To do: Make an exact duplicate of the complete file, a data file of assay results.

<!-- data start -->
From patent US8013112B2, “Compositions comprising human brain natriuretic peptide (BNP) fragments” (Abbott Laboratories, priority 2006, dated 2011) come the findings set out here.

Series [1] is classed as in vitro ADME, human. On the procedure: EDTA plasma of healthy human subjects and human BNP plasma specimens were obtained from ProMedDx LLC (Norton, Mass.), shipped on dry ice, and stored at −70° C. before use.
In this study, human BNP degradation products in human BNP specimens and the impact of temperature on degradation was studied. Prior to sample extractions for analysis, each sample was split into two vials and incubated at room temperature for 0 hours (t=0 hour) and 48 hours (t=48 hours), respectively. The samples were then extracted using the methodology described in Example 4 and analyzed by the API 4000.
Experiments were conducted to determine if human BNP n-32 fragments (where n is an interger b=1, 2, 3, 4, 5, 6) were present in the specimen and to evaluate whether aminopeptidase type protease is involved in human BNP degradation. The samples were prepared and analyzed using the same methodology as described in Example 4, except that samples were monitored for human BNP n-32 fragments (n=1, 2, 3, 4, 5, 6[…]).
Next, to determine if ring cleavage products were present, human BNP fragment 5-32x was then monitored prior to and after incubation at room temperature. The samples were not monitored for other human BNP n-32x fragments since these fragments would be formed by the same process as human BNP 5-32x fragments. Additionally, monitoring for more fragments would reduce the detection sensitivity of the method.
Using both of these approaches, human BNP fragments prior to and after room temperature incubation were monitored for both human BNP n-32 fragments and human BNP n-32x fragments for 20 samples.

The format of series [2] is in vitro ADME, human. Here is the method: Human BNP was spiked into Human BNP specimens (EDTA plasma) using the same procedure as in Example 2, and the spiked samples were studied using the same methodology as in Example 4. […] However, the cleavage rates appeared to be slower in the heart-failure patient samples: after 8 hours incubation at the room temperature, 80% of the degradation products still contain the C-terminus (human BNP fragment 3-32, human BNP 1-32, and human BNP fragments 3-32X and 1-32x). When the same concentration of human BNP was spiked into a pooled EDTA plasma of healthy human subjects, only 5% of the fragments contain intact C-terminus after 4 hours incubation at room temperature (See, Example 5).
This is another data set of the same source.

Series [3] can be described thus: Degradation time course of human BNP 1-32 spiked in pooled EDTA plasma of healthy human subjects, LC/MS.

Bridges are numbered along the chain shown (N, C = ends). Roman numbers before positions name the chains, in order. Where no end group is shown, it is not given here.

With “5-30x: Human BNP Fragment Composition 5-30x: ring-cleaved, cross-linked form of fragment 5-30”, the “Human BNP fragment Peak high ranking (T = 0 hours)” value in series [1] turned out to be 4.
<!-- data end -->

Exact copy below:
From patent US8013112B2, “Compositions comprising human brain natriuretic peptide (BNP) fragments” (Abbott Laboratories, priority 2006, dated 2011) come the findings set out here.

Series [1] is classed as in vitro ADME, human. On the procedure: EDTA plasma of healthy human subjects and human BNP plasma specimens were obtained from ProMedDx LLC (Norton, Mass.), shipped on dry ice, and stored at −70° C. before use.
In this study, human BNP degradation products in human BNP specimens and the impact of temperature on degradation was studied. Prior to sample extractions for analysis, each sample was split into two vials and incubated at room temperature for 0 hours (t=0 hour) and 48 hours (t=48 hours), respectively. The samples were then extracted using the methodology described in Example 4 and analyzed by the API 4000.
Experiments were conducted to determine if human BNP n-32 fragments (where n is an interger b=1, 2, 3, 4, 5, 6) were present in the specimen and to evaluate whether aminopeptidase type protease is involved in human BNP degradation. The samples were prepared and analyzed using the same methodology as described in Example 4, except that samples were monitored for human BNP n-32 fragments (n=1, 2, 3, 4, 5, 6[…]).
Next, to determine if ring cleavage products were present, human BNP fragment 5-32x was then monitored prior to and after incubation at room temperature. The samples were not monitored for other human BNP n-32x fragments since these fragments would be formed by the same process as human BNP 5-32x fragments. Additionally, monitoring for more fragments would reduce the detection sensitivity of the method.
Using both of these approaches, human BNP fragments prior to and after room temperature incubation were monitored for both human BNP n-32 fragments and human BNP n-32x fragments for 20 samples.

The format of series [2] is in vitro ADME, human. Here is the method: Human BNP was spiked into Human BNP specimens (EDTA plasma) using the same procedure as in Example 2, and the spiked samples were studied using the same methodology as in Example 4. […] However, the cleavage rates appeared to be slower in the heart-failure patient samples: after 8 hours incubation at the room temperature, 80% of the degradation products still contain the C-terminus (human BNP fragment 3-32, human BNP 1-32, and human BNP fragments 3-32X and 1-32x). When the same concentration of human BNP was spiked into a pooled EDTA plasma of healthy human subjects, only 5% of the fragments contain intact C-terminus after 4 hours incubation at room temperature (See, Example 5).
This is another data set of the same source.

Series [3] can be described thus: Degradation time course of human BNP 1-32 spiked in pooled EDTA plasma of healthy human subjects, LC/MS.

Bridges are numbered along the chain shown (N, C = ends). Roman numbers before positions name the chains, in order. Where no end group is shown, it is not given here.

With “5-30x: Human BNP Fragment Composition 5-30x: ring-cleaved, cross-linked form of fragment 5-30”, the “Human BNP fragment Peak high ranking (T = 0 hours)” value in series [1] turned out to be 4.